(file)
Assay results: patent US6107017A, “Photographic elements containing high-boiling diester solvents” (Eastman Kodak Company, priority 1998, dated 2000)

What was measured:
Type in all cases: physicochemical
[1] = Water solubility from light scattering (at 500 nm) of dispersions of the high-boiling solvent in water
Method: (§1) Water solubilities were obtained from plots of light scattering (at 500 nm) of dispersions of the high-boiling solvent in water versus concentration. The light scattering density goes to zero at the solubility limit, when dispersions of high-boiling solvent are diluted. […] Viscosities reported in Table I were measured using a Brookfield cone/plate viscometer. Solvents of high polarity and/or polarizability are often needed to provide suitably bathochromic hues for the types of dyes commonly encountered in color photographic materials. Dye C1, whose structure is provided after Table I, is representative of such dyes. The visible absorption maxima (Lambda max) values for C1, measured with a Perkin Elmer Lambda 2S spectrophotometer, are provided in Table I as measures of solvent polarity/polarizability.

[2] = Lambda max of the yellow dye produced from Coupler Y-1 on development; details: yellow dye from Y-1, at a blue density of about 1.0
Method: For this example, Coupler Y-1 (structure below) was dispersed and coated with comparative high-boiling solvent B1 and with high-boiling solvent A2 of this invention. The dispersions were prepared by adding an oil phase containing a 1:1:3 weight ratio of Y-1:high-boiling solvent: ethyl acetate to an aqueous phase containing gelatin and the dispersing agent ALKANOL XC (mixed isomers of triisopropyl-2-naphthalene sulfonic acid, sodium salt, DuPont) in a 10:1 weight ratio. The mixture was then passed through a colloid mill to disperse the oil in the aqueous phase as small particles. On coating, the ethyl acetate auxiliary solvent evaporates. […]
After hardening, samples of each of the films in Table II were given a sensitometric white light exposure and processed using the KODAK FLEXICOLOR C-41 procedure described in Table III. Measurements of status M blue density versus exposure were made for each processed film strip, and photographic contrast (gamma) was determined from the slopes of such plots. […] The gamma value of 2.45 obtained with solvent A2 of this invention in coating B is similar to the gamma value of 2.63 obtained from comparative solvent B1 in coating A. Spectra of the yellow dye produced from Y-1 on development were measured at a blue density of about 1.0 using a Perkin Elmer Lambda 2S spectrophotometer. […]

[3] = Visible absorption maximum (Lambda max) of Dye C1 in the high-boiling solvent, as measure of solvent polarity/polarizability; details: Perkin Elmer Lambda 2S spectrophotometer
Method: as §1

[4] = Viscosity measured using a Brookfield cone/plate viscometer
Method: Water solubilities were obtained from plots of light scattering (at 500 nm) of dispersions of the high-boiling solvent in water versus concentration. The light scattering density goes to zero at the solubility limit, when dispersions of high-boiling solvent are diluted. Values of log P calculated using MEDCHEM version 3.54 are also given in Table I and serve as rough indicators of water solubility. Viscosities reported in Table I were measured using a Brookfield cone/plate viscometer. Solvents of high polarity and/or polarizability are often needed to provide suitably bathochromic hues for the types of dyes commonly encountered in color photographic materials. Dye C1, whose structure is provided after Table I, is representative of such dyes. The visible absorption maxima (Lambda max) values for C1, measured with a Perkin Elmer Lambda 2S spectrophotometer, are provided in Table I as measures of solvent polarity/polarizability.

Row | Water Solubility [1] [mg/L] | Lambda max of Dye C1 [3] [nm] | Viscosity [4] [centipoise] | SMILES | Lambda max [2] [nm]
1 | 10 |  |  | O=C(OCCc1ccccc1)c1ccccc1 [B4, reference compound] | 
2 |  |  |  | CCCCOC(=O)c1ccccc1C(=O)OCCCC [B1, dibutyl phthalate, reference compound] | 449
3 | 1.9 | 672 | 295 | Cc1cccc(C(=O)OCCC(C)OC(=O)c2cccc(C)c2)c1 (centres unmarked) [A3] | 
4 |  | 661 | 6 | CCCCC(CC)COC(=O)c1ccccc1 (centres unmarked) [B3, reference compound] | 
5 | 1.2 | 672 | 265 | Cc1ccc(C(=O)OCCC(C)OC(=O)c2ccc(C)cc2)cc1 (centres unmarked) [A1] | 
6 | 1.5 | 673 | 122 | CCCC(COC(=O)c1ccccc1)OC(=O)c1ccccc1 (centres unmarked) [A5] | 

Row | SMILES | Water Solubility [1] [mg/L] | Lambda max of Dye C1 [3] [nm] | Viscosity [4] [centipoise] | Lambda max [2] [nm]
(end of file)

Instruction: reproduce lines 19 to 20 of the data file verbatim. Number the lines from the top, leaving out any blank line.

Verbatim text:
6 | 1.5 | 673 | 122 | CCCC(COC(=O)c1ccccc1)OC(=O)c1ccccc1 (centres unmarked) [A5] | 

Row | SMILES | Water Solubility [1] [mg/L] | Lambda max of Dye C1 [3] [nm] | Viscosity [4] [centipoise] | Lambda max [2] [nm]